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Publication numberUS5480787 A
Publication typeGrant
Application numberUS 08/296,921
Publication dateJan 2, 1996
Filing dateAug 31, 1994
Priority dateSep 17, 1993
Fee statusPaid
Also published asCN1079115C, CN1111285A
Publication number08296921, 296921, US 5480787 A, US 5480787A, US-A-5480787, US5480787 A, US5480787A
InventorsSatoshi Negishi, Seiichi Shirasawa, Junko Suzuki, Tateo Murui
Original AssigneeThe Nisshin Oil Mills, Ltd.
Export CitationBiBTeX, EndNote, RefMan
External Links: USPTO, USPTO Assignment, Espacenet
Transesterification method using lipase powder with a particle diameter of 20-50 microns
US 5480787 A
Abstract
The transesterification method is conducted with a powdery lipase wherein the powdery lipase is dispersed in ester-containing starting materials in the presence or absence of an inert organic solvent, and the diameter of at least 90% of the dispersed lipase particles is kept in the range of 1 to 100 μm in the course of the trans-esterification reaction. A reactivity higher than that realized by the conventional transesterification method with a powdery lipase is obtained and the lipase can be easily recovered and reused, without causing a loss of the lipase activity, lowering of the conversion due to the residence of the substrate on the immobilizing carrier and side reactions caused by water introduced into the reaction system by the immobilizing carrier.
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Claims(13)
What is claimed is:
1. A method of transesterification with a powdered lipase, comprising:
dispersing a powdered lipase in an ester starting material in the presence or absence of an inert organic solvent; and
conducting said transesterification in a reaction liquid under conditions which maintain the diameter of at least 90% of the dispersed lipase particles within the range of 20 to 50 μm.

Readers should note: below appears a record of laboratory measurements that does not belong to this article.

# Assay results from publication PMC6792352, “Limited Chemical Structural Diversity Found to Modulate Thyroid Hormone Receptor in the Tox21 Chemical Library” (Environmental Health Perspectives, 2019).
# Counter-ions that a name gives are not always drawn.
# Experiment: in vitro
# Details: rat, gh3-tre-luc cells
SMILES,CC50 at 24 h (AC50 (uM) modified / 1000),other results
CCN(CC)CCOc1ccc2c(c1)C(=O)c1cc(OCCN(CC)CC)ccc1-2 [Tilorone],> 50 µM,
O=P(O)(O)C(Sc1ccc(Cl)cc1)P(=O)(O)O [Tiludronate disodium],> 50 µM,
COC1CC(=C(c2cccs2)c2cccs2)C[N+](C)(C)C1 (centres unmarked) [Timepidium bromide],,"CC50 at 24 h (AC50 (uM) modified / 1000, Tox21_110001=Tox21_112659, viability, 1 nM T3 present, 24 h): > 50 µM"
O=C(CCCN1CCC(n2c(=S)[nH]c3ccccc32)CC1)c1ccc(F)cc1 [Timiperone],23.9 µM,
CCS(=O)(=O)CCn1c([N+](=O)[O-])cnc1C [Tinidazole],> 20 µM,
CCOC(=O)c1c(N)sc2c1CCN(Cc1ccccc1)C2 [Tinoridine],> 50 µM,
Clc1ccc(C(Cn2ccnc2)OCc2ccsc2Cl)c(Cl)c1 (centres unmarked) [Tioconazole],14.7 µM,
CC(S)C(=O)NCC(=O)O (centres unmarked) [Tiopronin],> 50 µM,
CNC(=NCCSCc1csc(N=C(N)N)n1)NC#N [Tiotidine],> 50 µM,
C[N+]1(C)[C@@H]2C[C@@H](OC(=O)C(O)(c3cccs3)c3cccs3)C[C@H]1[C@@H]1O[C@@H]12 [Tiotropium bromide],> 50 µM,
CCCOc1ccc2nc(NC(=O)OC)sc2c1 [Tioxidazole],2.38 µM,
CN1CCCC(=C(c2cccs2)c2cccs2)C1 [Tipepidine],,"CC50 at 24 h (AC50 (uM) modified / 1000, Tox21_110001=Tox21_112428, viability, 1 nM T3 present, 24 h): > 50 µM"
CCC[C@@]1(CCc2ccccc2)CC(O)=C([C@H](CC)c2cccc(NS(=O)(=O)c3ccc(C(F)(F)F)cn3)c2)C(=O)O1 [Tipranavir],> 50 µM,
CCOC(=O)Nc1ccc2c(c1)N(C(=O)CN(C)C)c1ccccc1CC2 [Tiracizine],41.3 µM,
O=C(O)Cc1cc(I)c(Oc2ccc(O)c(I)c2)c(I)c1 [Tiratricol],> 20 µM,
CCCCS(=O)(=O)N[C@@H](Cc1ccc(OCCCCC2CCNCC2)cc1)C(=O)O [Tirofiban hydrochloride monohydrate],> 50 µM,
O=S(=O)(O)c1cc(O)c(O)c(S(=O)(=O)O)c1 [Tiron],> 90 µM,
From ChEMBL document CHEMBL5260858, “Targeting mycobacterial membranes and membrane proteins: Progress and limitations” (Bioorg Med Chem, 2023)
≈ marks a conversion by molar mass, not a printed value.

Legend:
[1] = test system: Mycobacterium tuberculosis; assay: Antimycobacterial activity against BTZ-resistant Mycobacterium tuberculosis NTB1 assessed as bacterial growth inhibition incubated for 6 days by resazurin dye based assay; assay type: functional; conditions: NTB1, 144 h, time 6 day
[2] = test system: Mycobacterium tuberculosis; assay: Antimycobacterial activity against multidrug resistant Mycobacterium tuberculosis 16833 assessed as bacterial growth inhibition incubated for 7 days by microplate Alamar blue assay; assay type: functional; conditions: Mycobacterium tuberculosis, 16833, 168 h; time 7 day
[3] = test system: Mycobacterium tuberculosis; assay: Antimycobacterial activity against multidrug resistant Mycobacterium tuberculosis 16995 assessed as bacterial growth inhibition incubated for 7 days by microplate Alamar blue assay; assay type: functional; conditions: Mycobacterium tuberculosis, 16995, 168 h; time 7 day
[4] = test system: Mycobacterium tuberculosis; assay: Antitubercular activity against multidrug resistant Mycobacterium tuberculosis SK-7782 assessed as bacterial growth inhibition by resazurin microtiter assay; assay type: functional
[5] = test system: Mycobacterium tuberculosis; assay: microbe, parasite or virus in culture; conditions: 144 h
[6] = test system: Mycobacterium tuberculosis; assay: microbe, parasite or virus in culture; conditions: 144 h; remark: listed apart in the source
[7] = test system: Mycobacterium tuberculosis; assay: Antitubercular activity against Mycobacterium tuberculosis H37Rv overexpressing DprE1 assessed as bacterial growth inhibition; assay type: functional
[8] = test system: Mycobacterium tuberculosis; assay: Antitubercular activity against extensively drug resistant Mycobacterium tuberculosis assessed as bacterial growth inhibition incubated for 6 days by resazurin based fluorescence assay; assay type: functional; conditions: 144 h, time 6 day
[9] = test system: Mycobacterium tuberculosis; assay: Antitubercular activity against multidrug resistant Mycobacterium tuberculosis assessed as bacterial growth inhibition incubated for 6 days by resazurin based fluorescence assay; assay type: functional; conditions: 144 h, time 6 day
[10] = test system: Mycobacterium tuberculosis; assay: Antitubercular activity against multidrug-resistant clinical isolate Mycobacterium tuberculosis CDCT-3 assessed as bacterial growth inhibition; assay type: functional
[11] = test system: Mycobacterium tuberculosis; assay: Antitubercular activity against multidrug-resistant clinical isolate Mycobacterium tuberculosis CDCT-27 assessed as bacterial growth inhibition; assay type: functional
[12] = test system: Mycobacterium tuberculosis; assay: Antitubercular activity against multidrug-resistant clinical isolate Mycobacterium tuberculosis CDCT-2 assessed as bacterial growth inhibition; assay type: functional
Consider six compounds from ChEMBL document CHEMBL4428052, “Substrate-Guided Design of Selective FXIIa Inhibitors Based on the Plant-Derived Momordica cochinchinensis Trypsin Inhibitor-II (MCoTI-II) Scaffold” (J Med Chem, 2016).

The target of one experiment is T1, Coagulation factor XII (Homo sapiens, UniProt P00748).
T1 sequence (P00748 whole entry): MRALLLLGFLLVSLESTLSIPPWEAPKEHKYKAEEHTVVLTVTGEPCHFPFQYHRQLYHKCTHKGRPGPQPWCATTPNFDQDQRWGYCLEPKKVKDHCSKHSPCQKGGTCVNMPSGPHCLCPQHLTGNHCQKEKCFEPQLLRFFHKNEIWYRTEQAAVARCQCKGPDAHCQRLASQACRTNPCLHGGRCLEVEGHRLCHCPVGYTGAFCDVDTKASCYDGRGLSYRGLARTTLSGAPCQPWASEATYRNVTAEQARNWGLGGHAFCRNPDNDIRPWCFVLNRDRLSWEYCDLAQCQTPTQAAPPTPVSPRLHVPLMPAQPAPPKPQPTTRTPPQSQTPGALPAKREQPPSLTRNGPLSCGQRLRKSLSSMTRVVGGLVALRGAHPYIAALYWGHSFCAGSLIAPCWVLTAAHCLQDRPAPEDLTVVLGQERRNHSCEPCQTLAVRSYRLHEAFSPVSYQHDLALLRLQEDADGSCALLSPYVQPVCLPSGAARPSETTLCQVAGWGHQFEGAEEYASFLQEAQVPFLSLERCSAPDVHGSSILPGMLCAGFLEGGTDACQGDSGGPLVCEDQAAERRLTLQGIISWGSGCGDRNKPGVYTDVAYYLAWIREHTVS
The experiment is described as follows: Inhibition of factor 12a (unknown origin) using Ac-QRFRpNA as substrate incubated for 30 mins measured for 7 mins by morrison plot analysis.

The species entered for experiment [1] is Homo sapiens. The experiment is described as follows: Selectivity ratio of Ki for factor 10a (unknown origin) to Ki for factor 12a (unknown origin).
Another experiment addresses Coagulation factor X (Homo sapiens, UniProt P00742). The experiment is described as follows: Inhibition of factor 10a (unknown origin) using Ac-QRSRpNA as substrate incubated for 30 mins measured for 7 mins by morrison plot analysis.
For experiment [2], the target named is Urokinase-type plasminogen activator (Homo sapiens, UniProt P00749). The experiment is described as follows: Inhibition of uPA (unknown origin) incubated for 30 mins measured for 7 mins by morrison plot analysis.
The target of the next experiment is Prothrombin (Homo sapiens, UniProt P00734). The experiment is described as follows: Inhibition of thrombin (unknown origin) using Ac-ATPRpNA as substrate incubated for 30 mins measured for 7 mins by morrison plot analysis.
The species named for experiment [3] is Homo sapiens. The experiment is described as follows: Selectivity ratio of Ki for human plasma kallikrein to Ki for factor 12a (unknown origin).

2. The method of transesterification of claim 1, wherein the powdered lipase is produced by a microorganism of the genus Alcaligenes.
3. The method of transesterification of claim 1, wherein the transesterification reaction is conducted at 81° to 130° C.
4. The method of transesterification of claim 1, wherein the ester starting materials is obtained by the reaction of a fatty acid having 2 to 40 carbon atoms with an alcohol having 1 to 50 carbon atoms.
5. The method of transesterification of claim 1, wherein the powdered lipase is dispersed in an ester starting material in the absence of an inert organic solvent.
6. The method of transesterification of claim 1, wherein the diameter of at least 90% of the dispersed lipase particles is kept within the range of 20 to 50 μm by a method selected from the group consisting of (i) subjecting the inert organic solvent containing the powdered lipase dispersed therein to an ultrasonic treatment, (ii) subjecting the starting material containing the powdered lipase dispersed therein to an ultrasonic treatment, and (iii) subjecting the inert organic solvent and starting materials containing the powdered lipase dispersed therein to an ultrasonic treatment, and subsequently effecting separation of the lipase from the transesterification reaction liquid by microfiltering the transesterification reaction liquid and washing the filtered lipase with an inert organic solvent.
7. The method of transesterification of claim 1, wherein the transesterification reaction is conducted for 10 minutes to 50 hours.
8. The method of transesterification of claim 1, wherein the powdered lipase is dispersed in the absence of an inert organic solvent.
9. The method of transesterification of claim 1, wherein the powdered lipase is dispersed in the presence of an inert organic solvent.
10. A method of transesterification with a powdered lipase produced by a microorganism of the genus Alcaligenes, which comprises the steps of:
dispersing the powdered lipase in ester starting material in the absence of an inert organic solvent;
maintaining the diameter of at least 90% of the dispersed lipase particles within the range of 20 to 50 μm during the course of transesterification; and
conducting the transesterification in a reaction liquid at 81° to 130° C. for 10 minutes to 50 hours.
11. The method of transesterification of claim 10, wherein the transesterification reaction is conducted at 91° to 120° C.
12. The method of transesterification of claim 10, wherein the ester starting material is obtained by the reaction of fatty acid having 2 to 40 carbon atoms with an alcohol having 1 to 50 carbon atoms.
13. The method of transesterification of claim 10, wherein the diameter of at least 90% of the dispersed lipase particles is kept within the range of 20 to 50 μm by subjecting the starting material containing the powdered lipase dispersed therein to an ultrasonic treatment, and subsequently effecting separation of the lipase from the transesterification reaction liquid by microfiltering the reaction liquid and washing the filtered lipase with an inert organic solvent.